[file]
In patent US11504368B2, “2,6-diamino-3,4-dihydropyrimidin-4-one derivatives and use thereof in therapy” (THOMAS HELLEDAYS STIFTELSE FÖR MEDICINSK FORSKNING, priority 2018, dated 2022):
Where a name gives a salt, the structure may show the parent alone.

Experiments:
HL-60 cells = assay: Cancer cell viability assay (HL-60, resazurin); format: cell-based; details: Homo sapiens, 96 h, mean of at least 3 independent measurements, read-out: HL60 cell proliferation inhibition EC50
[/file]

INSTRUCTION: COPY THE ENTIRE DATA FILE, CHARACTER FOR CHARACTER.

In patent US11504368B2, “2,6-diamino-3,4-dihydropyrimidin-4-one derivatives and use thereof in therapy” (THOMAS HELLEDAYS STIFTELSE FÖR MEDICINSK FORSKNING, priority 2018, dated 2022):
Where a name gives a salt, the structure may show the parent alone.

Experiments:
HL-60 cells = assay: Cancer cell viability assay (HL-60, resazurin); format: cell-based; details: Homo sapiens, 96 h, mean of at least 3 independent measurements, read-out: HL60 cell proliferation inhibition EC50